With the recently launched Disney+, I’ve been rewatching many of the classic Disney movies from my childhood.
I was struck by how many gospel themes are found in the Little Mermaid.
The longing of the human soul
Ariel has it all. She’s a princess, she lives in a palace. she’s beautiful, she has an amazing singing voice, great friends, she’s adored. Yet what she really wants is a world that’s above (literally).
While her hope and aspiration is to be part of our world, her understanding of it is imperfect. She finds various items and turns to her seagull friend Scuttle to explain the things of the world to her. He’s well-intentioned but often ill informed as he tells her a fork is used for hair and a tobacco pipe is a musical instrument. We also see her imperfect knowledge of the world in the song “Part of Your World” where she keeps repeating “what do you call ’em?” “what’s that word?”
None of that changes Ariel’s desire to know our world. A world where they walk, where they run, where they stay all day in the sun. Sun is noteworthy in her association with the world as light is a nearly universal religious symbol of truth and righteousness. She desires the illumination of the world above over the dark world of the seas.
A sinful heart
Ariel has a loving father, the king, but she is also disobedient to him. She goes up to shore in spite of being forbidden. She complains about her father’s rules in “Part of Your World” when she sings: “Bet’cha on land they understand, bet they don’t reprimand their daughters.”
A deal with the devil
In order to make it to land, Ariel makes a deal with Ursula, the Sea Witch, who’s a demonic figure. Many had come before Ariel and made various deals with Ursula, only to lose and be turned into polyps.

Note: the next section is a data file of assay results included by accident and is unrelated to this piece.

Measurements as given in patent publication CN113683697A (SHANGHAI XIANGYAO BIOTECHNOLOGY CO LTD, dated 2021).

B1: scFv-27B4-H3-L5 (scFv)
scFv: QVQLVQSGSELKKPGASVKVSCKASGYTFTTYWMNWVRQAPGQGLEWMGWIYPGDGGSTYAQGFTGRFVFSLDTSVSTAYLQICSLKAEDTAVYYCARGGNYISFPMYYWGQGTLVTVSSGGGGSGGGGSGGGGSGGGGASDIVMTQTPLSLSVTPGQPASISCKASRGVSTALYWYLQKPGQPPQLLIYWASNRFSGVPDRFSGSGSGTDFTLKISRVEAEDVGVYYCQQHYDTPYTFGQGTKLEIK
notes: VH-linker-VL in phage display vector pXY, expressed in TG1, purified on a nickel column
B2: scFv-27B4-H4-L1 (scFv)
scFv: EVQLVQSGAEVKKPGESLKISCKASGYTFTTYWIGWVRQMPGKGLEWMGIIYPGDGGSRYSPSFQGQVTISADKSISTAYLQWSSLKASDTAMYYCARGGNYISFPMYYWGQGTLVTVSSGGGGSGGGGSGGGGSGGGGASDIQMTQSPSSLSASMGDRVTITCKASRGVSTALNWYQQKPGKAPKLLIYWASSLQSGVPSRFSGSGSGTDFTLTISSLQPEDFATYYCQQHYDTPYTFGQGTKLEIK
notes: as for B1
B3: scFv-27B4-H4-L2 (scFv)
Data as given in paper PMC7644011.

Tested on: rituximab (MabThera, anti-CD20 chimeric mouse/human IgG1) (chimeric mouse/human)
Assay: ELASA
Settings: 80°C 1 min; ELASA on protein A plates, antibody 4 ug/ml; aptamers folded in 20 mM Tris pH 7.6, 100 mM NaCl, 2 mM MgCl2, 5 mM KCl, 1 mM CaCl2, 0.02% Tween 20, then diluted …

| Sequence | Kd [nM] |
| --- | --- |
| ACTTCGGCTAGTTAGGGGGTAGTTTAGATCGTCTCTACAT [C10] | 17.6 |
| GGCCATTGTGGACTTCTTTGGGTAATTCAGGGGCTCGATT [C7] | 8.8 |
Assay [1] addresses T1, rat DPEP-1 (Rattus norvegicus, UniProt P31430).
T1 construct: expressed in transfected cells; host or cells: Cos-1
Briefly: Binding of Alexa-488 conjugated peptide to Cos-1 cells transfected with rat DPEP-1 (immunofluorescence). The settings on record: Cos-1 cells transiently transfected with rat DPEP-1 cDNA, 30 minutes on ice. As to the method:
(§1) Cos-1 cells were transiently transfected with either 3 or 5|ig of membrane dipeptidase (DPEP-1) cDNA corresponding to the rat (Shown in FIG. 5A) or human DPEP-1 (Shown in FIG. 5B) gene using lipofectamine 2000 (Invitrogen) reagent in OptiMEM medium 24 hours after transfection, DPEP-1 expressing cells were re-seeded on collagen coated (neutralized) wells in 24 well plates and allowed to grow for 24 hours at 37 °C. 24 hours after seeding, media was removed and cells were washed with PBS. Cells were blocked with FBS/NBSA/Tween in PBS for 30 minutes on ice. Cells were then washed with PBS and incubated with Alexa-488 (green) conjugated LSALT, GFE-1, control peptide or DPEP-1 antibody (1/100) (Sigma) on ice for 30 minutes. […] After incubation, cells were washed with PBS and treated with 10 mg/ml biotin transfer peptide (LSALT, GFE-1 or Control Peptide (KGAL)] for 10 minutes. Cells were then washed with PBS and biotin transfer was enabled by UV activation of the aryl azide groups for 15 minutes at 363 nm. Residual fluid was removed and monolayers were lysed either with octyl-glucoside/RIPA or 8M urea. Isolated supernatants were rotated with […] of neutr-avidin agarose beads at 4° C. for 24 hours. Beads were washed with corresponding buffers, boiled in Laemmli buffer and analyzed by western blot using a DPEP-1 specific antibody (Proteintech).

Ariel is betting on herself. But it’s a bet she will lose. She cannot ultimately prevail in becoming part of the world.
Ariel was always a pawn in Ursula’s game. Ursula wants to rule the world of the seas. When Ariel loses her deal, her father Triton intervenes. There’s only one thing that can save Ariel. Triton exchanges himself for her and is turned into a polyp. He sets aside his crown so that Ariel can live.
Ursula is powerful. But she’s not all-powerful. In the end, she is defeated. There’s a resurrection of the people who’s lives she had taken. Triton gives Ariel what she could not give herself. He gives her entrance into the human world. The movie ends like the Bible ends, with a wedding celebration and a choir (only time in this movie) singing: Now we can walk, now we can run, now we can stay all day in the sun. Just you and me and I can be part of your world.
There are great themes in this movie. But it also is just a shadow of the real story. That we are sinful and need grace. Jesus is the one who took the penalty of our sin for us so that we could be forgiven and have our true home in another world.
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Josh Benner is the pastor of Christian Bible Church in Cissna Park, Illinois. He has a Master of Divinity from Trinity Evangelical Divinity School. He enjoys writing about faith and culture. He has an awesome wife named Kari.